This can be a particularly important competitive advantage in the professional service sale. For many companies, selling as a sales team simply means two people going on a call. In professional services, there are field-based engineering and technical support staff, or implementation managers that are on-site and have unique perspectives about the customer.
In addition, professional service firms often have project teams in different divisions working with the same company, department or agency. In the past often one person did not voluntarily introduce a colleague from another division to “their client”.
In a professional service firm two reasons drive the push for team selling across divisions. First, professional services firms are realizing they are “leaving money on the table” if they don’t leverage relationships across divisions in the same company, hospital, or other organization. Second, while professional services staffers may consider their products as separate silos, many buyers do not. They look at their total spend with a professional services firm and want to leverage the volume.
So, in general how can professional service firms get a little bit better at team selling? Let’s take a look at some characteristics of successful sales teams:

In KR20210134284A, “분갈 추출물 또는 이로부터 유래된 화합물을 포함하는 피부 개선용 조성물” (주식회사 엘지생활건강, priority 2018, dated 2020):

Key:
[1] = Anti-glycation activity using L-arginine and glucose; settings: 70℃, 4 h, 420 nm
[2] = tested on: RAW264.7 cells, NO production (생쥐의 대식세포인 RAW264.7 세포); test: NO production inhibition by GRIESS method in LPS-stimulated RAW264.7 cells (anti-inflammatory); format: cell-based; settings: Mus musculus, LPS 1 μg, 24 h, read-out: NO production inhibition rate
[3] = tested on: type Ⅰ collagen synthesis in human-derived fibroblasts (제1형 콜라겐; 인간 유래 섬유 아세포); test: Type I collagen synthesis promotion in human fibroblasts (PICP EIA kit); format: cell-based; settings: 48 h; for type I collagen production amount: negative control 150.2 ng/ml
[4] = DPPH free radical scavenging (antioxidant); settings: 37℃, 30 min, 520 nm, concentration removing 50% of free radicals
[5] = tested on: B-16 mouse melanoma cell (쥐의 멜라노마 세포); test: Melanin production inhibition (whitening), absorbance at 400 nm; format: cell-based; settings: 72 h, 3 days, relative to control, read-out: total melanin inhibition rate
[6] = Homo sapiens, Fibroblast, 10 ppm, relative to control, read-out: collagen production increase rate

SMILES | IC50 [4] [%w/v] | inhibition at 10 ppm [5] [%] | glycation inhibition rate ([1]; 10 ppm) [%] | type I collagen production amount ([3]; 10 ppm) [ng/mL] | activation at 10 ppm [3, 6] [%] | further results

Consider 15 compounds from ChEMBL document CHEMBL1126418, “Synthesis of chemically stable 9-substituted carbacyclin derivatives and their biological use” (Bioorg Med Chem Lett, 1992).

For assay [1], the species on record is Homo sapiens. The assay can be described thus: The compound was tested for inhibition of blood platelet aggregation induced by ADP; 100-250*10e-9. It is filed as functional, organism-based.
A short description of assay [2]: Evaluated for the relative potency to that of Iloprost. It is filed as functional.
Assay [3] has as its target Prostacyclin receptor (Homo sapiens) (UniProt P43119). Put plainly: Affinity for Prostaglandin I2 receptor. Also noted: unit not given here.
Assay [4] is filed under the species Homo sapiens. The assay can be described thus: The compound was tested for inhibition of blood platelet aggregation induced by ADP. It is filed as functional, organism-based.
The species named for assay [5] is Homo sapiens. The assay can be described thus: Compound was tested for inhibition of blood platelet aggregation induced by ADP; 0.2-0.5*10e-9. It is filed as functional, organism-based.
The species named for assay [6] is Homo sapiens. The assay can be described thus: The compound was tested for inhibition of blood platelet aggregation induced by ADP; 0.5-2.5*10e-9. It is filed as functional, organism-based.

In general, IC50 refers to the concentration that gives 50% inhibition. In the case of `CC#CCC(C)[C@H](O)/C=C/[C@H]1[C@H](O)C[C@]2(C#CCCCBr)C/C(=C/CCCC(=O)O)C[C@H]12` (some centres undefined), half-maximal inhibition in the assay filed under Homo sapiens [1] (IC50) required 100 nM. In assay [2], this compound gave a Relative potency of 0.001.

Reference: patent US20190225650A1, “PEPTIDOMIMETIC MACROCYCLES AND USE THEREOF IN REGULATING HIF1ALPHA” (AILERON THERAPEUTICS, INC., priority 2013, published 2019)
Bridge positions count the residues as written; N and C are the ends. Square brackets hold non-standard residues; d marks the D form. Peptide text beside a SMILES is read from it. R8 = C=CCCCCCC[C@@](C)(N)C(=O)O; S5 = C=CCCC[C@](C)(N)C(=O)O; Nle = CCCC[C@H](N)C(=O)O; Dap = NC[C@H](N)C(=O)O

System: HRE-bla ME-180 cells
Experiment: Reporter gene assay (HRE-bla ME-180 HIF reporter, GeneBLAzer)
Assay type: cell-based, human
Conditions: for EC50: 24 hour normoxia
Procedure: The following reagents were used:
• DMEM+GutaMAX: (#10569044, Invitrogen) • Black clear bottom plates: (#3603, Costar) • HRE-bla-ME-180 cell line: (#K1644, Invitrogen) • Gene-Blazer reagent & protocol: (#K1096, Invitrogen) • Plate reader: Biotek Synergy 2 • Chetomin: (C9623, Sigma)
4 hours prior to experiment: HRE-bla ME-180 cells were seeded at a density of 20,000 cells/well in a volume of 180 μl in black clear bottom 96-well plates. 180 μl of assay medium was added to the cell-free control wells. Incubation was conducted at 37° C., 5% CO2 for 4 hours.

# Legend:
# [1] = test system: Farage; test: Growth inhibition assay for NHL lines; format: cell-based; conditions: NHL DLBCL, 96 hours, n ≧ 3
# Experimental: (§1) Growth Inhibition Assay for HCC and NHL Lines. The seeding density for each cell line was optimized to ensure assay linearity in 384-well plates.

- They have a compelling clear vision of the firm’s total capabilities.
- Everyone believes there is benefit to the firm – and to them personally for working as a team.
- Because they perceive the potential benefits as significant, they invest their time and effort.
- Each team member is clear about their role and the expectations.
- They recognize attitude is critical to success – one team member’s attitude can spread like a wildfire when others are exposed to it.
Underpinning these characteristics is the role sales management plays. While some individual teaming sales activities will occur inside any professional sales organization, for a corporate-wide initiative to succeed, senior management must be at the forefront: introducing the idea, reviewing the financial incentives, modeling behavior, and providing the staff with the knowledge and skills they need to succeed. And right behind them, middle and front-line sales managers must support the idea and help their salespeople succeed as they participate in sales teams.
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